Sociology Assignment : Social Planning Theory


What is social planning theory, and how does it relate to the field of sociology?


1. Define 'social theory'.
To assist you in creating a concept plan and crafting the solution yourself, we are presenting some sample responses to sociology homework. The study of diverse scientific idealizations of social life is referred to as social theory. It emphasises concepts related to social change and development, numerous theories used to explain social behaviour, social structure and power, gender, ethnicity, and class (Craib, 2015). Along with concerns and ideas in social life, it also emphasises civilization and modernity, utopias and revolution. A collection of related ideas intended to explain how the many components of a society interact with one another can also be referred to as social theory. In order to construct features of their developments that are beneficial to society, urban planners take into account a variety of sociological theories (Seidman, 2016). Your sociology assignment will be easier to write if you follow the pattern provided below.

2. Describe briefly how planners might benefit from social theories.

The student gave us this assignment because it was a sociology assignment with extremely difficult deliverables. Land use planning (which deals with land development, subdivision, and regulation), regional planning (which deals with local development), conservation and heritage (which deals with preserving historic structures and other forms of cultural heritage), urban renewal, and master planning are all tasks that fall under the purview of urban planners (development of the Greenfields). Along with infrastructure planning, it also covers planning for transportation, the economy, and urban design. Urban planners' primary goal is to advance the interests and development of the general populace (Black, 2018). The goals of the critical social theories are clear, and they direct planners toward effective planning while taking ethical considerations, such as legal issues and amenities that should be made accessible to the general public for their use and benefit, into proper account. The social theories also aim to lessen disagreements and disputes. For instance, imagine a situation where a flyover is being built and the locals need to be relocated for the sake of the community, but they may not be amenable to the idea. Conflicts result from this. Social theories support shrewd decision-making and dispute resolution.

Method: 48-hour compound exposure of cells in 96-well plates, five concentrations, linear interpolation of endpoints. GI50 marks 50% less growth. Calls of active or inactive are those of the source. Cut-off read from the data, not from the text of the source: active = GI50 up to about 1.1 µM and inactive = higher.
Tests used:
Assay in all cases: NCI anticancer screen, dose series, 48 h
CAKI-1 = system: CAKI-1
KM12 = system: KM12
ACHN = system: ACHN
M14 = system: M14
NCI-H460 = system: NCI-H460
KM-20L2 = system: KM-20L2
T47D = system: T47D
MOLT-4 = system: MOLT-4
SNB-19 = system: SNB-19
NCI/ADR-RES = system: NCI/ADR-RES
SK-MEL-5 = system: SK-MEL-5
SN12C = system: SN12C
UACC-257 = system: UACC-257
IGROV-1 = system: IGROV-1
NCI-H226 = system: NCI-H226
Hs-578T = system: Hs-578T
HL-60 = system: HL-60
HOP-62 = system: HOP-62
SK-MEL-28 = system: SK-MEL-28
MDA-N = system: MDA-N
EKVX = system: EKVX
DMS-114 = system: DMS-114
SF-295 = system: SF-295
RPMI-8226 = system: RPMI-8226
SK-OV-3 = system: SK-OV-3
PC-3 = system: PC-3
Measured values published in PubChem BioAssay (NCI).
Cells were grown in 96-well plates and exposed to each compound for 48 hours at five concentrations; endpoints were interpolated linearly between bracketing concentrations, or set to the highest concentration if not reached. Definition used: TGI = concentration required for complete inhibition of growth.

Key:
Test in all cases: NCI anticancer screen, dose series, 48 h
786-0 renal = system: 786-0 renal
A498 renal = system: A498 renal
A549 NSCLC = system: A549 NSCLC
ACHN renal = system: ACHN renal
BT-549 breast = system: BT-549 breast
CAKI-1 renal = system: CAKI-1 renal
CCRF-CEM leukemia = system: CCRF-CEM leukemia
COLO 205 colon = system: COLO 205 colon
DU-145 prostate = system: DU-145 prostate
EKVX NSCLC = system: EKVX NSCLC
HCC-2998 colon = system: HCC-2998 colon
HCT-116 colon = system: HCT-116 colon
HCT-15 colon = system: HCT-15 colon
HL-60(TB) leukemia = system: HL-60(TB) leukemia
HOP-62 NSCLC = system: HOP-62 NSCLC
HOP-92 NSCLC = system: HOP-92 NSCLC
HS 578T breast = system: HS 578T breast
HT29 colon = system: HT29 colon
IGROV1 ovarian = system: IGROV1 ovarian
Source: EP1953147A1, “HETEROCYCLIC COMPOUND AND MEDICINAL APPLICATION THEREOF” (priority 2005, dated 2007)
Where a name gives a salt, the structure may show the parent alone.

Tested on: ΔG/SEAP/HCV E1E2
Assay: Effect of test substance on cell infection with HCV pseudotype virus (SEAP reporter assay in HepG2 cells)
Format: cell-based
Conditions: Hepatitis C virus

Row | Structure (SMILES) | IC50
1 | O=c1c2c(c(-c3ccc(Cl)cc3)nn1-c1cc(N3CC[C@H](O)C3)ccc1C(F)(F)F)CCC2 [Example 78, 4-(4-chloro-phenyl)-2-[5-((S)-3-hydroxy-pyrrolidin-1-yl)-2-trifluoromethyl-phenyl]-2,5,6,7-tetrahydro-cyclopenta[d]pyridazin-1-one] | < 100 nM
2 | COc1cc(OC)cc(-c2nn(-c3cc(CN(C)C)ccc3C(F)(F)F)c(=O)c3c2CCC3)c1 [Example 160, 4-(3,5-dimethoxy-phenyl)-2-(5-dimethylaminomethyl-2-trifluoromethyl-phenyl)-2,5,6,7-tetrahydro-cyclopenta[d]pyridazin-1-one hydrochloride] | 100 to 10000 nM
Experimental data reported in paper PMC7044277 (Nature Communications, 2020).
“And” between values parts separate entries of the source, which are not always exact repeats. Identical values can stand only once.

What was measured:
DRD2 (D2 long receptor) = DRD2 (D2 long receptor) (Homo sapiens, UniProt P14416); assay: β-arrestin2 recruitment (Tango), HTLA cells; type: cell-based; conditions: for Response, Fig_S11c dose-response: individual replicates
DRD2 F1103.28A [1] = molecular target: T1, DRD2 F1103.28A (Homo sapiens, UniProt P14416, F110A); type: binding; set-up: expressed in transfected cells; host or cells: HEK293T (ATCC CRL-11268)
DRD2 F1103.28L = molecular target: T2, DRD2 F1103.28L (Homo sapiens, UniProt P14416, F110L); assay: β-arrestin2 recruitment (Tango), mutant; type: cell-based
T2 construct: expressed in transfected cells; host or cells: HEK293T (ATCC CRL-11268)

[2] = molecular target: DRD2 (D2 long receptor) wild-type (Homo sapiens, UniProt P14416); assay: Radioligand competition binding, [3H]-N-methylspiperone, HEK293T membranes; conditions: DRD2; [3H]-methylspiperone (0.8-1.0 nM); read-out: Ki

Laws are widely regarded and have a significant influence in urban development. Planning systems have a number of guidelines that must be followed and are based on professional norms and performance criteria. All of these have an impact on plan creation, conflict settlement, and other processes. Urban planners benefit from having a proper framework to work within thanks to laws and regulations. There are times when it is not possible for urban planners to consider every facet of social theories. When developing benefits and advantages for people, the environment can become compromised in some situations (for instance, when burning fossil fuels is used in building) (Fainstein and DeFilippis, 2015). Thus, social theories are very helpful to urban planners in guiding the development and implementation of their plans while also benefiting the populace.

3. Name and describe a major social theory.

Planners can apply a variety of social theories, including the conflict theory, the structural functionalism theory, and the symbolic interactionism theory. Below is a detailed explanation of the Conflict hypothesis.

The theory of conflict: Karl Marx first presented the conflict theory, which Max Weber later reconstructed and expanded. This macro-level theory was developed to investigate more significant regional, national, societal, and global levels of sociological phenomenon. Understanding many social phenomena including riches, poverty, and war is made simple and useful by the conflict theory. It also explains socioeconomic phenomena linked to conflicts, such as the disparity between the wealthy and the poor, exploitation, ghettoization, divorce, political unrest, domestic violence, child abuse, slavery, and rape (, 2018). According to this view, because there are only so many resources available, society is constantly in a state of rivalry and conflict. The conflict theory is predicated on the idea that those who "have" constantly seek to acquire more money and resources at the expense of those who "have-not." The simple explanation for this is that the wealthy take advantage of the poor in order to enrich themselves. Power struggles are typically won by members of the wealthy, elite class and lost by others with less means. Powerful people are referred to as the "haves." "Health is wealth," as the proverb goes, is true. Power is the capacity of one individual to obtain what they want notwithstanding the existence of opposition. Institutionalized as lawful power, authority. The term "institutionalised" refers to the process of creating anything (such as rules, values, social roles, or norms) and giving it official status by integrating it into a group, society, or other social structure as an accepted practise within that particular system (Ritzer and Stepnisky, 2017).